Remember the news that former Panamanian Dictator sued Activision for his depiction in Call of Duty: Black Ops II? The publisher fired back Monday with a motion to dismiss the “frivolous lawsuit,” calling it “absurd.” Interestingly, former New York City Mayor Rudy Giuliani has joined Activision’s side.
Noriega was depicted in a flashback mission in Call of Duty: Black Ops II. The dictator is tracked and captured by the game’s characters Alex Mason and Frank Woods as part of a CIA mission. The scene from the game depicting the dictator convicted of drug trafficking, racketeering, and money laundering can be seen below, courtesy of AGB.
In the original lawsuit, the 80-year old Noriega’s lawyers claimed, “Defendants’ use of plaintiff’s image and likeness caused damage to plaintiff. Plaintiff was portrayed as an antagonist and portrayed as the culprit of numerous fictional heinous crimes, creating the false impression that defendants are authorized to use plaintiff’s image and likeness. This caused plaintiffs to receive profits they would not have otherwise received.”
The lawsuit by the imprisoned Noriega was originally filed in July. Activision spent the last two months putting together its case and filed for its dismissal in the Superior Court of the State of California. It seeks to use the state’s anti-SLAPP statue that is intended to protect freedom of speech against spurious lawsuits.
Call of Duty Publisher Activision Moves to Dismiss Former Military Dictator Manuel Noriega’s Absurd Lawsuit http://t.co/CwGbo5Ulkv
— Activision (ACTI) PR (@ACTI_PR) September 22, 2014
“What’s astonishing is that Manuel Noriega, a notorious dictator who is in prison for the heinous crimes he committed, is upset about being portrayed as a criminal and enemy of the state in the game Call of Duty. Quite simply, it’s absurd,” Giuliani wrote in an Activision press release.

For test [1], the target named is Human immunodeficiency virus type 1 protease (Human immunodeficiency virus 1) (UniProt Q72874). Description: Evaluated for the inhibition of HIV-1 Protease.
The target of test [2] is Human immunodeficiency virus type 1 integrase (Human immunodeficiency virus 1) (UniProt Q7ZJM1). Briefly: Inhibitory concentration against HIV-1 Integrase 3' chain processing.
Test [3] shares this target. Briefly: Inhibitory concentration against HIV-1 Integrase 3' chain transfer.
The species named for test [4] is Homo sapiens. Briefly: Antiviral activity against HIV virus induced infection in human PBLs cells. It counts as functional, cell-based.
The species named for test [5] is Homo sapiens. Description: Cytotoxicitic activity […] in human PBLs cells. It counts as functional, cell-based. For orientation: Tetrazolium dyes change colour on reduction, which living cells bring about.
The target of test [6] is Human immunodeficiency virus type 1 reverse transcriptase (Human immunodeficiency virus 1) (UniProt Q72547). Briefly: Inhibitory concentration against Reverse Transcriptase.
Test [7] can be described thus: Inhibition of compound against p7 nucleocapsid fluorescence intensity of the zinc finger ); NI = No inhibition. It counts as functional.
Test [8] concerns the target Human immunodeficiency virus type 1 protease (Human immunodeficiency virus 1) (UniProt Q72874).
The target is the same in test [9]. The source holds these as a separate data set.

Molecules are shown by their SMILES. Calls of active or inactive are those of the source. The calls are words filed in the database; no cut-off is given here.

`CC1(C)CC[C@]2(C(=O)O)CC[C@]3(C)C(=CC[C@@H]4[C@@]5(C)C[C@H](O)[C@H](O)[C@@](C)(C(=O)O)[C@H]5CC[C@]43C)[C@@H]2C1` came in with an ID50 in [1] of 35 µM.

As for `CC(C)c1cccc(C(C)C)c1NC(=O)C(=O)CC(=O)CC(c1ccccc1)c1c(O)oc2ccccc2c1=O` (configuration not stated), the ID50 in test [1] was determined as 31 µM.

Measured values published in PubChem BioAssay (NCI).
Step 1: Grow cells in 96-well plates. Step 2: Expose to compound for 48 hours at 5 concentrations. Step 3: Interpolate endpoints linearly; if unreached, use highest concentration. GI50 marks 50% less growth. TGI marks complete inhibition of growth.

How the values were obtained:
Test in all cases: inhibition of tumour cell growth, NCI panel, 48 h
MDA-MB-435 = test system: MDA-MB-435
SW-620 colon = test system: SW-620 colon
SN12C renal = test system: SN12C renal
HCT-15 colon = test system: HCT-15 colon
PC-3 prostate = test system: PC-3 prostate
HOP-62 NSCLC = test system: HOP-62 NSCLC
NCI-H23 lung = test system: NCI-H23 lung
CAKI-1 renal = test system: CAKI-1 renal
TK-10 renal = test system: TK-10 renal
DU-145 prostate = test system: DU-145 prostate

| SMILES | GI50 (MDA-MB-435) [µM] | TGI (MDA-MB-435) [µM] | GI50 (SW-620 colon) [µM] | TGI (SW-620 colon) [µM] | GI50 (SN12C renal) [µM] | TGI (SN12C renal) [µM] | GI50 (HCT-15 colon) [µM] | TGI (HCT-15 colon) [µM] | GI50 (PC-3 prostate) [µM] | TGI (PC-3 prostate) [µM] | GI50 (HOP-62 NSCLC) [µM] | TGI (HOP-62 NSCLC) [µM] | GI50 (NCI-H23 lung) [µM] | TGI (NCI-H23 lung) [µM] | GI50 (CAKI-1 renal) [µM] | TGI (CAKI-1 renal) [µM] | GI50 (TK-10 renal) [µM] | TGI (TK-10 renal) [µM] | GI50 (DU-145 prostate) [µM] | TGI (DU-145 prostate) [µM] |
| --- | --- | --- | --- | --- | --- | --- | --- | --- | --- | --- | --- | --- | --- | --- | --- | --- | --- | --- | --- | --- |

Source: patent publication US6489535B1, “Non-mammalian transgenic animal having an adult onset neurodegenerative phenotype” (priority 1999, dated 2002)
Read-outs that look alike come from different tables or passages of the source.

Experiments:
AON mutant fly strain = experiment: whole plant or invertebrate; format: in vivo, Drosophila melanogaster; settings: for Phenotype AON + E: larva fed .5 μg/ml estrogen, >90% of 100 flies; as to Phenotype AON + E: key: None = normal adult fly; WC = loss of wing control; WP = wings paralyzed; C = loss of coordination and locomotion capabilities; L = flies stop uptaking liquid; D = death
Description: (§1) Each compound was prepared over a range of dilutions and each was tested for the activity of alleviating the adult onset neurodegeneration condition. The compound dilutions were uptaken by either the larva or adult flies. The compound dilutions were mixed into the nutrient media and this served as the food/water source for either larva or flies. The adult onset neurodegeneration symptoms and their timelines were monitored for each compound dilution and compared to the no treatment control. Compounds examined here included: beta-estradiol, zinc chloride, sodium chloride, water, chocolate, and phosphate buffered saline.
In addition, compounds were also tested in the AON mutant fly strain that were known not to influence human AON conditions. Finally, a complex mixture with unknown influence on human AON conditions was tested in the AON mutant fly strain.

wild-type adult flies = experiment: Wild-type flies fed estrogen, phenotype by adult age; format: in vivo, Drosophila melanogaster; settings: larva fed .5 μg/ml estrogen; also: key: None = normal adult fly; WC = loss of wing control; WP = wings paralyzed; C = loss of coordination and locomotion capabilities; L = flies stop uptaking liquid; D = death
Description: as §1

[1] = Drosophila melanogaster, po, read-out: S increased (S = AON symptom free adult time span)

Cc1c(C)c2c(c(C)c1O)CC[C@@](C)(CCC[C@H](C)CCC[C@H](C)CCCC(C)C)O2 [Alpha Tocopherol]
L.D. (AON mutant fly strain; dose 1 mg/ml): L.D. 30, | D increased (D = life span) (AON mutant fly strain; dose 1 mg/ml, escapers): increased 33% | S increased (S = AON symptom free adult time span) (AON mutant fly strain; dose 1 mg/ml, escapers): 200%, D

“I’m not interested in giving handouts to a convicted murderer and drug smuggler like Manuel Noriega who is demanding money from Activision and its popular Call of Duty franchise for simply exercising its right to free speech. Noriega’s attack on the rights of Call of Duty comes as no surprise considering he’s a lawless tyrant who trampled over the rights of his own people.”
The press release goes on to say, “If successful, Noriega’s efforts would give numerous historical and political figures – and their heirs – a veto right over their appearances in works of art, having a chilling effect on movies such as Forrest Gump and Zero Dark Thirty, TV shows such as Saturday Night Live and Boardwalk Empire, and beloved books such as Primary Colors and The Paris Wife, just to name a few.”
The two Call of Duty: Black Ops franchise games are known for using political figures in their games. Presidents John F. Kennedy and Richard Nixon have made appearances along with Robert McNamara, and Fidel Castro.
Do you think Activision will be successful in having Noriega’s lawsuit dismissed? Let us know in the comments below.
[Images via Call of Duty: Black Ops II, YouTube]